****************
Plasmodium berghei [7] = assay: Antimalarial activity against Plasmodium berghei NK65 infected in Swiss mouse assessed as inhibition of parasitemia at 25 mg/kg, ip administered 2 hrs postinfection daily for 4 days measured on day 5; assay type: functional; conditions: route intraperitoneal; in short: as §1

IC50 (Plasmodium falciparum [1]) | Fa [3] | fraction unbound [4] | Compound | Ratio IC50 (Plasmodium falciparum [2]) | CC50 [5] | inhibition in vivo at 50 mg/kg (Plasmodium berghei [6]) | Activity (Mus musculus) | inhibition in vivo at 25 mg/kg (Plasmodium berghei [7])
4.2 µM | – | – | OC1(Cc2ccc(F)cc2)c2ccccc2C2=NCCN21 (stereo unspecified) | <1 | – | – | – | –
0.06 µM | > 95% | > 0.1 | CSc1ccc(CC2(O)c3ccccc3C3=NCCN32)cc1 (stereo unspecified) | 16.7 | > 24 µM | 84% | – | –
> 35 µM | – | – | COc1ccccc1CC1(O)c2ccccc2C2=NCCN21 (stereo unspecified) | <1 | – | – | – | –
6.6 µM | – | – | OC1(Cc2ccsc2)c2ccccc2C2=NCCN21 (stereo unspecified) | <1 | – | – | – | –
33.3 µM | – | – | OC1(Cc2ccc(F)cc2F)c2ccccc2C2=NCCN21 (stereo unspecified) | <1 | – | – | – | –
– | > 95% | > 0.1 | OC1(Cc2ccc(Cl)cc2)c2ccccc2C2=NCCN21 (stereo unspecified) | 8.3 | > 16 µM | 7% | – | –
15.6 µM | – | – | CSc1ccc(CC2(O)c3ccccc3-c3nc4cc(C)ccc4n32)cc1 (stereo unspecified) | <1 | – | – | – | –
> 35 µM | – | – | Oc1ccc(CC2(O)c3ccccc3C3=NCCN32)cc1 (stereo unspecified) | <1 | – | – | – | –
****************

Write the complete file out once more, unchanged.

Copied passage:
Plasmodium berghei [7] = assay: Antimalarial activity against Plasmodium berghei NK65 infected in Swiss mouse assessed as inhibition of parasitemia at 25 mg/kg, ip administered 2 hrs postinfection daily for 4 days measured on day 5; assay type: functional; conditions: route intraperitoneal; in short: as §1

IC50 (Plasmodium falciparum [1]) | Fa [3] | fraction unbound [4] | Compound | Ratio IC50 (Plasmodium falciparum [2]) | CC50 [5] | inhibition in vivo at 50 mg/kg (Plasmodium berghei [6]) | Activity (Mus musculus) | inhibition in vivo at 25 mg/kg (Plasmodium berghei [7])
4.2 µM | – | – | OC1(Cc2ccc(F)cc2)c2ccccc2C2=NCCN21 (stereo unspecified) | <1 | – | – | – | –
0.06 µM | > 95% | > 0.1 | CSc1ccc(CC2(O)c3ccccc3C3=NCCN32)cc1 (stereo unspecified) | 16.7 | > 24 µM | 84% | – | –
> 35 µM | – | – | COc1ccccc1CC1(O)c2ccccc2C2=NCCN21 (stereo unspecified) | <1 | – | – | – | –
6.6 µM | – | – | OC1(Cc2ccsc2)c2ccccc2C2=NCCN21 (stereo unspecified) | <1 | – | – | – | –
33.3 µM | – | – | OC1(Cc2ccc(F)cc2F)c2ccccc2C2=NCCN21 (stereo unspecified) | <1 | – | – | – | –
– | > 95% | > 0.1 | OC1(Cc2ccc(Cl)cc2)c2ccccc2C2=NCCN21 (stereo unspecified) | 8.3 | > 16 µM | 7% | – | –
15.6 µM | – | – | CSc1ccc(CC2(O)c3ccccc3-c3nc4cc(C)ccc4n32)cc1 (stereo unspecified) | <1 | – | – | – | –
> 35 µM | – | – | Oc1ccc(CC2(O)c3ccccc3C3=NCCN32)cc1 (stereo unspecified) | <1 | – | – | – | –